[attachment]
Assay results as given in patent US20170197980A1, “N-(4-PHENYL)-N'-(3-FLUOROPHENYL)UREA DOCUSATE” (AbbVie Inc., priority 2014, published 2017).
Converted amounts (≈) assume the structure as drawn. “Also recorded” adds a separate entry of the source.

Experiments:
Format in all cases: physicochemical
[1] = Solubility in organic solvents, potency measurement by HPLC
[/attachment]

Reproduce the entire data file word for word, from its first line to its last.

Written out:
Assay results as given in patent US20170197980A1, “N-(4-PHENYL)-N'-(3-FLUOROPHENYL)UREA DOCUSATE” (AbbVie Inc., priority 2014, published 2017).
Converted amounts (≈) assume the structure as drawn. “Also recorded” adds a separate entry of the source.

Experiments:
Format in all cases: physicochemical
[1] = Solubility in organic solvents, potency measurement by HPLC